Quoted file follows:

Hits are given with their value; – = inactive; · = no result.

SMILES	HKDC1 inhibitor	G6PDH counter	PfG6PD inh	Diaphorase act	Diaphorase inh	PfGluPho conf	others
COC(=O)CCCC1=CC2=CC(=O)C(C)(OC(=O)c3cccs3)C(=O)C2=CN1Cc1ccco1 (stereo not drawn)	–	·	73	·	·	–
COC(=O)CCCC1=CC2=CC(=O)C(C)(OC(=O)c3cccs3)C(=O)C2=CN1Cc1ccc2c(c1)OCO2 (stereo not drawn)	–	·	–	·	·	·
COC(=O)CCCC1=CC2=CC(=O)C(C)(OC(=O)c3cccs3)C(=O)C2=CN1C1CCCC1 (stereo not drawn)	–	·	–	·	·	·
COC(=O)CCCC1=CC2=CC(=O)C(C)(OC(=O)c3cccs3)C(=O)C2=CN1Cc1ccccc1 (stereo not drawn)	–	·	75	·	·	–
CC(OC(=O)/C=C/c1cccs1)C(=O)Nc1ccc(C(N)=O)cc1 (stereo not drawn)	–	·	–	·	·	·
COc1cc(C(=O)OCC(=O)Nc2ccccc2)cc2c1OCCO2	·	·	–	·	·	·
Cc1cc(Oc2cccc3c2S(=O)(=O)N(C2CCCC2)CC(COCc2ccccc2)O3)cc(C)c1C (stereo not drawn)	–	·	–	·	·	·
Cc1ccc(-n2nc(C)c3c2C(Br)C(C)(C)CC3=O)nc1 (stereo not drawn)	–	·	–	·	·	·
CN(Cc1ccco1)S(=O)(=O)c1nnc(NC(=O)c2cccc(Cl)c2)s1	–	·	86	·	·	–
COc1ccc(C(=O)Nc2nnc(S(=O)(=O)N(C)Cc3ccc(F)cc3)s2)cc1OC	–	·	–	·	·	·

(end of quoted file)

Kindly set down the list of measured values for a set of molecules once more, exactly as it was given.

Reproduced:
Hits are given with their value; – = inactive; · = no result.

SMILES	HKDC1 inhibitor	G6PDH counter	PfG6PD inh	Diaphorase act	Diaphorase inh	PfGluPho conf	others
COC(=O)CCCC1=CC2=CC(=O)C(C)(OC(=O)c3cccs3)C(=O)C2=CN1Cc1ccco1 (stereo not drawn)	–	·	73	·	·	–
COC(=O)CCCC1=CC2=CC(=O)C(C)(OC(=O)c3cccs3)C(=O)C2=CN1Cc1ccc2c(c1)OCO2 (stereo not drawn)	–	·	–	·	·	·
COC(=O)CCCC1=CC2=CC(=O)C(C)(OC(=O)c3cccs3)C(=O)C2=CN1C1CCCC1 (stereo not drawn)	–	·	–	·	·	·
COC(=O)CCCC1=CC2=CC(=O)C(C)(OC(=O)c3cccs3)C(=O)C2=CN1Cc1ccccc1 (stereo not drawn)	–	·	75	·	·	–
CC(OC(=O)/C=C/c1cccs1)C(=O)Nc1ccc(C(N)=O)cc1 (stereo not drawn)	–	·	–	·	·	·
COc1cc(C(=O)OCC(=O)Nc2ccccc2)cc2c1OCCO2	·	·	–	·	·	·
Cc1cc(Oc2cccc3c2S(=O)(=O)N(C2CCCC2)CC(COCc2ccccc2)O3)cc(C)c1C (stereo not drawn)	–	·	–	·	·	·
Cc1ccc(-n2nc(C)c3c2C(Br)C(C)(C)CC3=O)nc1 (stereo not drawn)	–	·	–	·	·	·
CN(Cc1ccco1)S(=O)(=O)c1nnc(NC(=O)c2cccc(Cl)c2)s1	–	·	86	·	·	–
COc1ccc(C(=O)Nc2nnc(S(=O)(=O)N(C)Cc3ccc(F)cc3)s2)cc1OC	–	·	–	·	·	·